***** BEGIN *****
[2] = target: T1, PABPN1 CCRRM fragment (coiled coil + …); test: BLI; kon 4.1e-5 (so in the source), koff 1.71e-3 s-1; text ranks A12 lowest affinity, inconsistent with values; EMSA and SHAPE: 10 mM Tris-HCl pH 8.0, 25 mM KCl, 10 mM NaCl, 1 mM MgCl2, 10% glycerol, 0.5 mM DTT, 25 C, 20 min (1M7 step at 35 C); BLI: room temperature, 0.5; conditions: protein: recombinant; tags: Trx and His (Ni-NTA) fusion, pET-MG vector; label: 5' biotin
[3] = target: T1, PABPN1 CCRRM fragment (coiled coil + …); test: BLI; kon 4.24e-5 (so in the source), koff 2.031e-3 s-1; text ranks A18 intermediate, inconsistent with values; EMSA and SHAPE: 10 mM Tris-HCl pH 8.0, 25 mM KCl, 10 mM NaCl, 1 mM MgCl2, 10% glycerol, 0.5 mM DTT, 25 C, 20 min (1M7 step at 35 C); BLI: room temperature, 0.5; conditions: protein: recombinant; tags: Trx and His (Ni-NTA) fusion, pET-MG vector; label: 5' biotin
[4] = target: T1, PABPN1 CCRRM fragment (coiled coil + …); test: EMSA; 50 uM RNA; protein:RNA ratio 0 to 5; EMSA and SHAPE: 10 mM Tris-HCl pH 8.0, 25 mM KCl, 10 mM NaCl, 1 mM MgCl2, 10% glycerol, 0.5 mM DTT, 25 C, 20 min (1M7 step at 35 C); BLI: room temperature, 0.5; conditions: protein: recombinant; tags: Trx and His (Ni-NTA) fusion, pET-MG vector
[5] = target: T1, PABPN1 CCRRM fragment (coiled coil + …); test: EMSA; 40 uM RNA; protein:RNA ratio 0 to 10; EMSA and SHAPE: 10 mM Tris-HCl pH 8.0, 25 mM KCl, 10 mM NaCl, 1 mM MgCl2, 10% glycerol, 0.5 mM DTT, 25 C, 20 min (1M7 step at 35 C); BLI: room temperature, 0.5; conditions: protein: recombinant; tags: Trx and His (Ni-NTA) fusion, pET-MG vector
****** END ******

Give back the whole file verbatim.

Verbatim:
[2] = target: T1, PABPN1 CCRRM fragment (coiled coil + …); test: BLI; kon 4.1e-5 (so in the source), koff 1.71e-3 s-1; text ranks A12 lowest affinity, inconsistent with values; EMSA and SHAPE: 10 mM Tris-HCl pH 8.0, 25 mM KCl, 10 mM NaCl, 1 mM MgCl2, 10% glycerol, 0.5 mM DTT, 25 C, 20 min (1M7 step at 35 C); BLI: room temperature, 0.5; conditions: protein: recombinant; tags: Trx and His (Ni-NTA) fusion, pET-MG vector; label: 5' biotin
[3] = target: T1, PABPN1 CCRRM fragment (coiled coil + …); test: BLI; kon 4.24e-5 (so in the source), koff 2.031e-3 s-1; text ranks A18 intermediate, inconsistent with values; EMSA and SHAPE: 10 mM Tris-HCl pH 8.0, 25 mM KCl, 10 mM NaCl, 1 mM MgCl2, 10% glycerol, 0.5 mM DTT, 25 C, 20 min (1M7 step at 35 C); BLI: room temperature, 0.5; conditions: protein: recombinant; tags: Trx and His (Ni-NTA) fusion, pET-MG vector; label: 5' biotin
[4] = target: T1, PABPN1 CCRRM fragment (coiled coil + …); test: EMSA; 50 uM RNA; protein:RNA ratio 0 to 5; EMSA and SHAPE: 10 mM Tris-HCl pH 8.0, 25 mM KCl, 10 mM NaCl, 1 mM MgCl2, 10% glycerol, 0.5 mM DTT, 25 C, 20 min (1M7 step at 35 C); BLI: room temperature, 0.5; conditions: protein: recombinant; tags: Trx and His (Ni-NTA) fusion, pET-MG vector
[5] = target: T1, PABPN1 CCRRM fragment (coiled coil + …); test: EMSA; 40 uM RNA; protein:RNA ratio 0 to 10; EMSA and SHAPE: 10 mM Tris-HCl pH 8.0, 25 mM KCl, 10 mM NaCl, 1 mM MgCl2, 10% glycerol, 0.5 mM DTT, 25 C, 20 min (1M7 step at 35 C); BLI: room temperature, 0.5; conditions: protein: recombinant; tags: Trx and His (Ni-NTA) fusion, pET-MG vector